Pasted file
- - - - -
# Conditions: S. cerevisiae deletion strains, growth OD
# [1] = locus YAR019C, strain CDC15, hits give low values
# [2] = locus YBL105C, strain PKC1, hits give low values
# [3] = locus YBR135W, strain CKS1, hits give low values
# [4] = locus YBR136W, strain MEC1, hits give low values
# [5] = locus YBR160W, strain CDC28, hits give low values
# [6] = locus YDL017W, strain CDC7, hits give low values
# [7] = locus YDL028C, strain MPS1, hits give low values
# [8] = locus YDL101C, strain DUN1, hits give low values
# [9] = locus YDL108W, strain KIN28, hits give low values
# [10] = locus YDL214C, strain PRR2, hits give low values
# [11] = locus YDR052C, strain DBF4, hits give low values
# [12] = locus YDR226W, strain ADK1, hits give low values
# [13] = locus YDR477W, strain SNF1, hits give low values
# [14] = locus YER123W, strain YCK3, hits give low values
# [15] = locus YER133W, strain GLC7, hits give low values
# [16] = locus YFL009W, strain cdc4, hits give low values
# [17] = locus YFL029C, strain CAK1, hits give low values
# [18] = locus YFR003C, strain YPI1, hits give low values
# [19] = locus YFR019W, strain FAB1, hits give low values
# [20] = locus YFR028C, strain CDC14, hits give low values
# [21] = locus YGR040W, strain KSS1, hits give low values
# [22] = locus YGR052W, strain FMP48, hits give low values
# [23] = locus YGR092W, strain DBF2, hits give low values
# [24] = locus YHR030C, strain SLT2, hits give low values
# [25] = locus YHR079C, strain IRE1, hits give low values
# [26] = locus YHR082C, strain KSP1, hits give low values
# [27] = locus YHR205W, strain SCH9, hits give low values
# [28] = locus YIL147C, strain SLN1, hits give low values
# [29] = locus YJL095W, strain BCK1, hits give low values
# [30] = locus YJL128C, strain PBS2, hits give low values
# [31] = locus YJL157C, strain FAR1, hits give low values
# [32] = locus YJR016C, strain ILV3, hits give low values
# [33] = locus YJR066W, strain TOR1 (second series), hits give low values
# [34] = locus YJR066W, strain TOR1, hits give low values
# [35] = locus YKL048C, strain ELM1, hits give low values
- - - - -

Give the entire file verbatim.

# Conditions: S. cerevisiae deletion strains, growth OD
# [1] = locus YAR019C, strain CDC15, hits give low values
# [2] = locus YBL105C, strain PKC1, hits give low values
# [3] = locus YBR135W, strain CKS1, hits give low values
# [4] = locus YBR136W, strain MEC1, hits give low values
# [5] = locus YBR160W, strain CDC28, hits give low values
# [6] = locus YDL017W, strain CDC7, hits give low values
# [7] = locus YDL028C, strain MPS1, hits give low values
# [8] = locus YDL101C, strain DUN1, hits give low values
# [9] = locus YDL108W, strain KIN28, hits give low values
# [10] = locus YDL214C, strain PRR2, hits give low values
# [11] = locus YDR052C, strain DBF4, hits give low values
# [12] = locus YDR226W, strain ADK1, hits give low values
# [13] = locus YDR477W, strain SNF1, hits give low values
# [14] = locus YER123W, strain YCK3, hits give low values
# [15] = locus YER133W, strain GLC7, hits give low values
# [16] = locus YFL009W, strain cdc4, hits give low values
# [17] = locus YFL029C, strain CAK1, hits give low values
# [18] = locus YFR003C, strain YPI1, hits give low values
# [19] = locus YFR019W, strain FAB1, hits give low values
# [20] = locus YFR028C, strain CDC14, hits give low values
# [21] = locus YGR040W, strain KSS1, hits give low values
# [22] = locus YGR052W, strain FMP48, hits give low values
# [23] = locus YGR092W, strain DBF2, hits give low values
# [24] = locus YHR030C, strain SLT2, hits give low values
# [25] = locus YHR079C, strain IRE1, hits give low values
# [26] = locus YHR082C, strain KSP1, hits give low values
# [27] = locus YHR205W, strain SCH9, hits give low values
# [28] = locus YIL147C, strain SLN1, hits give low values
# [29] = locus YJL095W, strain BCK1, hits give low values
# [30] = locus YJL128C, strain PBS2, hits give low values
# [31] = locus YJL157C, strain FAR1, hits give low values
# [32] = locus YJR016C, strain ILV3, hits give low values
# [33] = locus YJR066W, strain TOR1 (second series), hits give low values
# [34] = locus YJR066W, strain TOR1, hits give low values
# [35] = locus YKL048C, strain ELM1, hits give low values